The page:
The bears (speaking of, a large sow was taken on the neighboring farm yesterday) might be getting ready to hibernate this time of year, but I'm just coming alive after this long, hot, rainforest of a summer we've had. This had to be the most awful July, August, and September in my memory for sure. In any event, its finally stopped raining (for now) and the temperatures are perfect for outside work-I took out the old apple tree that the 2nd Nor'Easter of the year killed with heavy snow. Luckily it was a reasonably cool day but the ground was still so wet that the tractor tore the hell out of everything but a rake and some grass seed took care of it: With the apple tree gone (saved all of the wood for smoking) I've been attacking the old sheep pen: Lots to do there before we start putting up the chicken coop that we never got to this past spring. This weekend I took on a simpler project. It's dark out here-especially since we had the tree come down on the barn which took out the light on the front. We had a small light at the end of the stone wall but it wasn't doing a whole lot. I had also found a nice old lamp housing that I wanted to reuse. Presumably it had been an outdoor light at one time. A little wiring (I added a GFCI to the base as well) inside an old porch column and it was looking pretty good, but it needed a sturdy base: A little form work: Of course when I got done I realized the damn thing was tilted forward a bit. Ratchet straps to the rescue: Got it (mostly) painted before dark. The lamp is a 500W (100W power consumption) equivalent and throws a decent amount of light up and down the road: I'll post a picture once it's fully painted sans ratchet strap. One of these days I'll pair it with a smart lighting system so that it will come on as we're coming down the road.
  7. Swamp_Yankee

    Come this weekend...

    Do you find that to work well? Our fireplace was giving us the same issues.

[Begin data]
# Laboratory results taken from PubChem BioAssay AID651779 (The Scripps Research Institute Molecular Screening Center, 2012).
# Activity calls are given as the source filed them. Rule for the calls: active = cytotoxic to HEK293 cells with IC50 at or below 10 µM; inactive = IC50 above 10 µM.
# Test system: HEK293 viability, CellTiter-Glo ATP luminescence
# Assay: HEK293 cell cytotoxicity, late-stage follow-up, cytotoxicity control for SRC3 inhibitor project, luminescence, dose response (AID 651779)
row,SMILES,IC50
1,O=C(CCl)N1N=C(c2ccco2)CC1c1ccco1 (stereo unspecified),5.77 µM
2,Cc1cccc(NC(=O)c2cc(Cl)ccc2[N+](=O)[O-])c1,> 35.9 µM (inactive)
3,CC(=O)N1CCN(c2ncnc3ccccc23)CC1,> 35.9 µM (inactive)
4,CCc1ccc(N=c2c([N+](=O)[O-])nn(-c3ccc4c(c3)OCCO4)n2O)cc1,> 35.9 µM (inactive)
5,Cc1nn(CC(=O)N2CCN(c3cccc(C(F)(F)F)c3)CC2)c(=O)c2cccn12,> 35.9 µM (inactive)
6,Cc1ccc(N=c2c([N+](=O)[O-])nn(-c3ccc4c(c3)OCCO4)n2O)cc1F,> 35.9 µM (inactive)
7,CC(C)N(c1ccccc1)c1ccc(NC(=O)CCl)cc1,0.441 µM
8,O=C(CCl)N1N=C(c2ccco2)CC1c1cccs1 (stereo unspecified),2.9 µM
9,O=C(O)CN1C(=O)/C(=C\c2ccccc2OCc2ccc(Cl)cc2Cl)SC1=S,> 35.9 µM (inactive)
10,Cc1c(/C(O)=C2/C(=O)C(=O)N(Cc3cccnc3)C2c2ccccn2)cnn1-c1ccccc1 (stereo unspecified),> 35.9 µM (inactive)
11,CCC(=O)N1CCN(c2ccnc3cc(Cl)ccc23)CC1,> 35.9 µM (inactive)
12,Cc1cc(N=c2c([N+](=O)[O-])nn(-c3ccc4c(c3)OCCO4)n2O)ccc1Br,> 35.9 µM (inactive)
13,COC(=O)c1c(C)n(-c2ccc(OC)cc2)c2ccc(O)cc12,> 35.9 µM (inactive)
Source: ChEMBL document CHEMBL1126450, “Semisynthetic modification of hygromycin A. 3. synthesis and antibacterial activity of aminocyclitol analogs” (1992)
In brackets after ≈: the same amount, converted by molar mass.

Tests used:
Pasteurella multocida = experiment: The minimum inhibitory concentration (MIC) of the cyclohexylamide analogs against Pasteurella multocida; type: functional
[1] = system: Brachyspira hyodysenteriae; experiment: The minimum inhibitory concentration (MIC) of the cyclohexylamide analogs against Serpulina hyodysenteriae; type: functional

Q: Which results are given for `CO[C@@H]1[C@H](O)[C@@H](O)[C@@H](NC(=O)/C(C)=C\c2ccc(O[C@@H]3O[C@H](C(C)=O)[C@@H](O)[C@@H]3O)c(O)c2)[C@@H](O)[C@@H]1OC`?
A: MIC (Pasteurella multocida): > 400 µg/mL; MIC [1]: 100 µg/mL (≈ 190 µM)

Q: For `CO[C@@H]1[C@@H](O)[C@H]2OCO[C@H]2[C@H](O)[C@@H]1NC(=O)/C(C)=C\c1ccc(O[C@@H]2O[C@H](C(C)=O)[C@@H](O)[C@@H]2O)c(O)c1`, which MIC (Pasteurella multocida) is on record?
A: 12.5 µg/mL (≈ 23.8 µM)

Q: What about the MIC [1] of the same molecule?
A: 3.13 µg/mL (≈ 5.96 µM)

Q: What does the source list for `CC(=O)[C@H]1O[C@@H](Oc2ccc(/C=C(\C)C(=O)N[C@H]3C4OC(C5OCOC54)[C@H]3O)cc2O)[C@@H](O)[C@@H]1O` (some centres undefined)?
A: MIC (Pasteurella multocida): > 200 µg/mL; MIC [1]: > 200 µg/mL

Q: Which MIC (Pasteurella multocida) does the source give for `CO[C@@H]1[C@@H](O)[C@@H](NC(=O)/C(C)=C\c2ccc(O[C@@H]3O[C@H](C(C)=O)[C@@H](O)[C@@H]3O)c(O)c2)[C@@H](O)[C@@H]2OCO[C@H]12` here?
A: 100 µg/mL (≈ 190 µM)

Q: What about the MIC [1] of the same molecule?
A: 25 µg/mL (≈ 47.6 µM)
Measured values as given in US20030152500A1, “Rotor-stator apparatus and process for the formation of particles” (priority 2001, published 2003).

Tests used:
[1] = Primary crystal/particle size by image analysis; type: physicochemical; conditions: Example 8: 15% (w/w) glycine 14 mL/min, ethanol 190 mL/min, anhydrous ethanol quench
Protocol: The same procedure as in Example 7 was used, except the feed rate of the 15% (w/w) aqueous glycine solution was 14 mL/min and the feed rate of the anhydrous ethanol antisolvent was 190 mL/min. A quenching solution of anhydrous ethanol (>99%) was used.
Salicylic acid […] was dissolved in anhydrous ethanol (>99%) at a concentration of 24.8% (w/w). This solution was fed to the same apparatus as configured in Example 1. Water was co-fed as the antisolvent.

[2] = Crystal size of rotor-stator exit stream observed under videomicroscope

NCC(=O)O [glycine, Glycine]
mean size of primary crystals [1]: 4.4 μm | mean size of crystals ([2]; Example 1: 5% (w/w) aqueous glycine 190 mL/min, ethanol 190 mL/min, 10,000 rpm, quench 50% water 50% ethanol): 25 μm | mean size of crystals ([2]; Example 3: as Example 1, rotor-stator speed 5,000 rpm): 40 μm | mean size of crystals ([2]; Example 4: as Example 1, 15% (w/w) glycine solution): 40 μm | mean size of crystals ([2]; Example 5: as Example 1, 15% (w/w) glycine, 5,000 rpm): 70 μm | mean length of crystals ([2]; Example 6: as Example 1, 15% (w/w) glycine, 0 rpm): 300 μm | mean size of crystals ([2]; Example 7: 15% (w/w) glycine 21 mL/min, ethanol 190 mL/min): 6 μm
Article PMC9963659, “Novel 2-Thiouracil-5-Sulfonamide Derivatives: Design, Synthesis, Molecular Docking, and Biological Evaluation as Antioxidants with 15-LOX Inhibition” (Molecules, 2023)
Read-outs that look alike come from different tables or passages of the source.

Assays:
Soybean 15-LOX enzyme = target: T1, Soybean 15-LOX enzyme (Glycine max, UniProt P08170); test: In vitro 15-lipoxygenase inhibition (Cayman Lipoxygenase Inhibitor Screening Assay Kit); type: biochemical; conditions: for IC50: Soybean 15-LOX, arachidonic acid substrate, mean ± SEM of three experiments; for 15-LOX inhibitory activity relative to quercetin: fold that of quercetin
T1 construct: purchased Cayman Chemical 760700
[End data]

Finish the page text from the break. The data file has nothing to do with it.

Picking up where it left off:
8. Swamp_Yankee

    Tyler Childers - Whitehouse Road

    Nope-its bad. You can't call this country music: He doesn't need to. The internet, live shows, and satellite radio are all these guys need. Sturgill Simpson will never sell out Giants Stadium or have his own brand of rum but I'd say he's doing pretty well otherwise. Where is Jamey Johnson playing?
  9. Swamp_Yankee

    Tyler Childers - Whitehouse Road

    Turn off Luke Bryant, Jason Aldean, and the rest of those pretty boy pop princesses and give this guy a listen. Heard this song for the first time in the truck yesterday and it blew me away: I've been a big Sturgill Simpson, Chris Stapleton, and Jamey Johnson fan for a long time now-I had heard of this guy but hadn't caught any of his music until yesterday. I don't know what to call what you hear on the radio these days or how things went so wrong, but these guys picked up where Hank, Willie, Waylon, Kris, CDB, and Cash left off in the 1970s. This isn't just reheated outlaw country from back then however, it's new, real, and raw as hell, just carrying on and honoring the same traditions. "Lord its a mighty hard livin'-but a damn good feelin' to run these roads..."
  10. Swamp_Yankee

    Whole house dehumidifiers?